Salar de Uyuni

Salar de Uyuni

Salar de Uyuni (or "Salar de Tunupa") is the world's largest salt flat, or playa, at over 10,000 square kilometres (3,900 sq mi) in area. It is in the Daniel Campos Province in Potosí in southwest Bolivia, near the crest of the Andes at an elevation of 3,656 m (11,995 ft) above sea level.

The Salar was formed as a result of transformations between several prehistoric lakes that existed around forty thousand years ago but had all evaporated over time. It is now covered by a few meters of salt crust, which has an extraordinary flatness with the average elevation variations within one meter over the entire area of the Salar. The crust serves as a source of salt and covers a pool of brine, which is exceptionally rich in lithium. The large area, clear skies, and exceptional flatness of the surface make the Salar ideal for calibrating the altimeters of Earth observation satellites. Following rain, a thin layer of dead calm water transforms the f...Read more

Salar de Uyuni (or "Salar de Tunupa") is the world's largest salt flat, or playa, at over 10,000 square kilometres (3,900 sq mi) in area. It is in the Daniel Campos Province in Potosí in southwest Bolivia, near the crest of the Andes at an elevation of 3,656 m (11,995 ft) above sea level.

The Salar was formed as a result of transformations between several prehistoric lakes that existed around forty thousand years ago but had all evaporated over time. It is now covered by a few meters of salt crust, which has an extraordinary flatness with the average elevation variations within one meter over the entire area of the Salar. The crust serves as a source of salt and covers a pool of brine, which is exceptionally rich in lithium. The large area, clear skies, and exceptional flatness of the surface make the Salar ideal for calibrating the altimeters of Earth observation satellites. Following rain, a thin layer of dead calm water transforms the flat into the world's largest mirror, 129 km (80 mi) across.

The Salar serves as the major transport route across the Bolivian Altiplano and is a prime breeding ground for several species of flamingos. Salar de Uyuni is also a climatological transitional zone since the towering tropical cumulus congestus and cumulonimbus incus clouds that form in the eastern part of the salt flat during the summer cannot permeate beyond its drier western edges, near the Chilean border and the Atacama Desert.

Salar has been used as a filming location for movies such as Star Wars: The Last Jedi (2017; as planet Crait), The Fall (2006), Salt and Fire (2016), The Unseen (2017), and several others.

History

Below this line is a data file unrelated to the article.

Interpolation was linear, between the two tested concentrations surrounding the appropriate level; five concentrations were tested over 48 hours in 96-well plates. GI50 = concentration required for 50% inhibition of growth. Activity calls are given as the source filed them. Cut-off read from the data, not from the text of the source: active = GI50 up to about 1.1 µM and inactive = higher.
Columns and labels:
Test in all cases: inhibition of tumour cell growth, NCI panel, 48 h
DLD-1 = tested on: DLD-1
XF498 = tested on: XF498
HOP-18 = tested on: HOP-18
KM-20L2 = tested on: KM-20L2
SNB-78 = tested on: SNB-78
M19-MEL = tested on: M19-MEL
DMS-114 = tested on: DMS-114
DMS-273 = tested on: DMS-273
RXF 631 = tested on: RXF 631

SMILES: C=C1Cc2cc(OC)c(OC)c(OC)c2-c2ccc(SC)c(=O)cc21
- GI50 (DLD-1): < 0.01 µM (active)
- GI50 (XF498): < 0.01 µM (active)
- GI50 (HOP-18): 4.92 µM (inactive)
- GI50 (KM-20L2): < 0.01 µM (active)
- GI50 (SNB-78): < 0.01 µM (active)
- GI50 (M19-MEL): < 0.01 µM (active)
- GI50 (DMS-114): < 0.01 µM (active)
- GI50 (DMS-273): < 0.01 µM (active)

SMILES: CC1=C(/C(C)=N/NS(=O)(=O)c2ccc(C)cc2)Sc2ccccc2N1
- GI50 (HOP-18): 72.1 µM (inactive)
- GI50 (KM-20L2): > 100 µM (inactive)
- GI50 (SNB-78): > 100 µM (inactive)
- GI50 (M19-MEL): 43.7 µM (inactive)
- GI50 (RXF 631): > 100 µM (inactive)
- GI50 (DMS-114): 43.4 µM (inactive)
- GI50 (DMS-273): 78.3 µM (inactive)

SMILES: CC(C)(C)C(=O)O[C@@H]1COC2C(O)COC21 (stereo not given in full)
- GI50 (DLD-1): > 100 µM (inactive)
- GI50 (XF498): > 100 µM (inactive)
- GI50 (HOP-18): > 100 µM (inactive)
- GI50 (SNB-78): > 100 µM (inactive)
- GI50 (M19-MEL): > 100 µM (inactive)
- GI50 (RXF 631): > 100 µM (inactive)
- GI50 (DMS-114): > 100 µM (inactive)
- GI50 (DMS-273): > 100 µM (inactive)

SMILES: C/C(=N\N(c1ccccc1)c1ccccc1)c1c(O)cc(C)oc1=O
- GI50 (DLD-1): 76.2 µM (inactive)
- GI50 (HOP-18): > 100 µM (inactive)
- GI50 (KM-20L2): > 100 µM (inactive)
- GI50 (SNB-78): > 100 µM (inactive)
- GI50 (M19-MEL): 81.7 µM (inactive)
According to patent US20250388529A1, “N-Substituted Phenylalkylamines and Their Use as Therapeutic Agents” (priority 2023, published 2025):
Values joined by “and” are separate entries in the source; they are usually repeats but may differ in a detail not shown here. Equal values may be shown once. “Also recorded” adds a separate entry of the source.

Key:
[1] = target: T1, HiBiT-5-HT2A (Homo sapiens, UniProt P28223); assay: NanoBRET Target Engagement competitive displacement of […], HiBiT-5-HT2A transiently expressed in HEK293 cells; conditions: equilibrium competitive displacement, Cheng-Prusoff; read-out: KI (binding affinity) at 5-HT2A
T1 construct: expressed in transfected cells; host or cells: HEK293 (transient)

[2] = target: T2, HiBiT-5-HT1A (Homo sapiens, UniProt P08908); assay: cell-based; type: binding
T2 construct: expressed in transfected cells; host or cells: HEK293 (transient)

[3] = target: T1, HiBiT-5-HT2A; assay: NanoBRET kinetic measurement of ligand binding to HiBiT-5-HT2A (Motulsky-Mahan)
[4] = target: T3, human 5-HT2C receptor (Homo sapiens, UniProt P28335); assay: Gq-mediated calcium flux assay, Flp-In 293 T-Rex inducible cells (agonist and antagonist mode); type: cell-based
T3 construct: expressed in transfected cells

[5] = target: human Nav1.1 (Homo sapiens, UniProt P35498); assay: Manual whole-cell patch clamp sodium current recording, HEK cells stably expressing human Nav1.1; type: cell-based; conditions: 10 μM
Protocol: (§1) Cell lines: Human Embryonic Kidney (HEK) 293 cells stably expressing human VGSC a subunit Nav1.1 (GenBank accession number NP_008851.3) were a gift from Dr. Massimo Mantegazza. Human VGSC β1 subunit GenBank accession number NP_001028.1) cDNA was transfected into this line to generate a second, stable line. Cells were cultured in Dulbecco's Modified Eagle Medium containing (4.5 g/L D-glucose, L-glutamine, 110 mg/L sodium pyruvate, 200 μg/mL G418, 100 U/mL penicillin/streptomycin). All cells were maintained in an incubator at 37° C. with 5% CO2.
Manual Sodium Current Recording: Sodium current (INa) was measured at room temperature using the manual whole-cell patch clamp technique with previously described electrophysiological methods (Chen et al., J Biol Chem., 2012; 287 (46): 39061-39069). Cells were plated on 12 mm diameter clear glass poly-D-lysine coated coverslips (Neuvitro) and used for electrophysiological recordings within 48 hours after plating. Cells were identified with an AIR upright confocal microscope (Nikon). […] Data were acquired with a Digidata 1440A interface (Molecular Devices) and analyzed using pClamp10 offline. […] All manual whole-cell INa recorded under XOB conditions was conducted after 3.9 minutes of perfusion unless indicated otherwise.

Mountains surrounding the Uyuni salt flat during sunrise, Daniel Campos Province, Potosí Department, southwestern Bolivia, not far from the crest of the Andes

The geological history of the Salar is associated with a sequential transformation between several vast lakes. Some 30,000 to 42,000 years ago, the area was part of a giant prehistoric lake, Lake Minchin. Its age was estimated by radiocarbon dating shells from outcropping sediments and carbonate reefs and varies between reported studies. Lake Minchin (named after Juan B. Minchin of Oruro)[1] later transformed into Paleo Lake Tauca having a maximal depth of 140 meters (460 ft), and an estimated age of 13,000 to 18,000 or 14,900 to 26,100 years, depending on the source. The youngest prehistoric lake was Coipasa, which was radiocarbon dated to 11,500 to 13,400 years ago. When it dried, it left behind two modern lakes, Poopó and Uru Uru, and two major salt deserts, Salar de Coipasa and the larger Salar de Uyuni. Salar de Uyuni spreads over 10,582 km2, which is roughly 100 times the size of the Bonneville Salt Flats in the United States. Lake Poopó is a neighbor of the much larger Lake Titicaca. During the wet season, Titicaca overflows and discharges into Poopó, which in turn, floods Salar De Coipasa and Salar de Uyuni.[2]

Lacustrine mud that is interbedded with salt and saturated with brine underlies the surface of Salar de Uyuni. The brine is a saturated solution of sodium chloride, lithium chloride, and magnesium chloride in water. It is covered with a solid salt crust varying in thickness between tens of centimeters and a few meters. The center of the Salar contains a few islands, which are the remains of the tops of ancient volcanoes submerged during the era of Lake Minchin. They include unusual and fragile coral-like structures and deposits that often consist of fossils and algae.[3]

^ Bowman, Isaiah (1914). "Results of an Expedition to the Central Andes". Bulletin of the American Geographical Society. 46 (3): 161–183. doi:10.2307/201641. JSTOR 201641. ^ Baker, P. A.; et al. (2001). "Tropical climate changes at millennial and orbital timescales on the Bolivian Altiplano". Nature. 409 (6821): 698–701. Bibcode:2001Natur.409..698B. doi:10.1038/35055524. PMID 11217855. S2CID 4394703. ^ Cite error: The named reference trav1 was invoked but never defined (see the help page).
Photographies by:
Christopher Crouzet - CC BY-SA 4.0
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72
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11778

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